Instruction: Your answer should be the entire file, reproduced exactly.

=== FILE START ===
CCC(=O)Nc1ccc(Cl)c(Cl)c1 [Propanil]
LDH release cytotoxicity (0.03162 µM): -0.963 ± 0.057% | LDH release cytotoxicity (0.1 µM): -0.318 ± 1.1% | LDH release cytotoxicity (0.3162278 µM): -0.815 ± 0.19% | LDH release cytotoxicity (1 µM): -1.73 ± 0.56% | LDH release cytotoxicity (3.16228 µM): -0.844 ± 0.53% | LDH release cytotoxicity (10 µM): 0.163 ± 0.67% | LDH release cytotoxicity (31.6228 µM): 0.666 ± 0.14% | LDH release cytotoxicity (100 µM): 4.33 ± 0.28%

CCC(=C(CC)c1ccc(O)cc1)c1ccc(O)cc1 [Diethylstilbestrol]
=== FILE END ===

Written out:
CCC(=O)Nc1ccc(Cl)c(Cl)c1 [Propanil]
LDH release cytotoxicity (0.03162 µM): -0.963 ± 0.057% | LDH release cytotoxicity (0.1 µM): -0.318 ± 1.1% | LDH release cytotoxicity (0.3162278 µM): -0.815 ± 0.19% | LDH release cytotoxicity (1 µM): -1.73 ± 0.56% | LDH release cytotoxicity (3.16228 µM): -0.844 ± 0.53% | LDH release cytotoxicity (10 µM): 0.163 ± 0.67% | LDH release cytotoxicity (31.6228 µM): 0.666 ± 0.14% | LDH release cytotoxicity (100 µM): 4.33 ± 0.28%

CCC(=C(CC)c1ccc(O)cc1)c1ccc(O)cc1 [Diethylstilbestrol]